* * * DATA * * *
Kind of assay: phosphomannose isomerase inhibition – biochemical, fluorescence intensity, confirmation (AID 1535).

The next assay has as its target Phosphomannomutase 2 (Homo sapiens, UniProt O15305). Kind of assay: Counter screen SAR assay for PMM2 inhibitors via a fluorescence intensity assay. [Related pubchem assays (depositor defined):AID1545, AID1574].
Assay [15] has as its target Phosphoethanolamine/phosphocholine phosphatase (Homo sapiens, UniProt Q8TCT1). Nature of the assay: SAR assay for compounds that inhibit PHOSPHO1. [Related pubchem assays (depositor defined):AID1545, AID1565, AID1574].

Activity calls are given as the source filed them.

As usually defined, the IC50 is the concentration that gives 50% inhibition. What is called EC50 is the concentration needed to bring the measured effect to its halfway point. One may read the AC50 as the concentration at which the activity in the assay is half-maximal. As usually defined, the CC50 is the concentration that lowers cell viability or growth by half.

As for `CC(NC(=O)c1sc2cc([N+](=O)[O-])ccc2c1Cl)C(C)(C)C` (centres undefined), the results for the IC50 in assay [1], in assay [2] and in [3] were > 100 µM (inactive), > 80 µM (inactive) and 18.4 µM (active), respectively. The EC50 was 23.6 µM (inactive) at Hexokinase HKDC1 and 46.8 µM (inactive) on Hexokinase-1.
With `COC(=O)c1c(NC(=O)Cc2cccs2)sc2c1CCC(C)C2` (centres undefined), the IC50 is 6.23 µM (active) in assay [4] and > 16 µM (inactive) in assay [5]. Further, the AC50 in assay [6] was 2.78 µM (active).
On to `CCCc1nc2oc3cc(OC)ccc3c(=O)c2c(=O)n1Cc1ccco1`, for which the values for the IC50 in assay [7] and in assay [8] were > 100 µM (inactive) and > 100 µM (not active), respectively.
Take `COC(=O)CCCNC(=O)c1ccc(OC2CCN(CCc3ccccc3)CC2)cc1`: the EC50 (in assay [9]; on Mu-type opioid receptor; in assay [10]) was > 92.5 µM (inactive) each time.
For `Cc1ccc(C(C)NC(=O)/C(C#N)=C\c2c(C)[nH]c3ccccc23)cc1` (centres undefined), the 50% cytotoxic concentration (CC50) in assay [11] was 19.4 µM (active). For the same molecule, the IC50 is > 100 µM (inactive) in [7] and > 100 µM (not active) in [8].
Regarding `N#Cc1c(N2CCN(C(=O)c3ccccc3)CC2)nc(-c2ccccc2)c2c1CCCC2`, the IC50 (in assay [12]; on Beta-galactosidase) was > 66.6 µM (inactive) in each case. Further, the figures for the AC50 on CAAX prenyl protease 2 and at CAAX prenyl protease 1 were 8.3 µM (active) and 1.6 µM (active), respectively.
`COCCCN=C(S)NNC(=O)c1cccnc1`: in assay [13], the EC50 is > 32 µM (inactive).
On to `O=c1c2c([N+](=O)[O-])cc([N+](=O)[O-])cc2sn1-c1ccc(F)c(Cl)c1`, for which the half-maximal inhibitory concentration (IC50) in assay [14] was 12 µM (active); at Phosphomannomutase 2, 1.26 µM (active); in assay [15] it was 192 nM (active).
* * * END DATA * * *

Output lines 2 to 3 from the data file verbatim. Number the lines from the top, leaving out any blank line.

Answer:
The next assay has as its target Phosphomannomutase 2 (Homo sapiens, UniProt O15305). Kind of assay: Counter screen SAR assay for PMM2 inhibitors via a fluorescence intensity assay. [Related pubchem assays (depositor defined):AID1545, AID1574].
Assay [15] has as its target Phosphoethanolamine/phosphocholine phosphatase (Homo sapiens, UniProt Q8TCT1). Nature of the assay: SAR assay for compounds that inhibit PHOSPHO1. [Related pubchem assays (depositor defined):AID1545, AID1565, AID1574].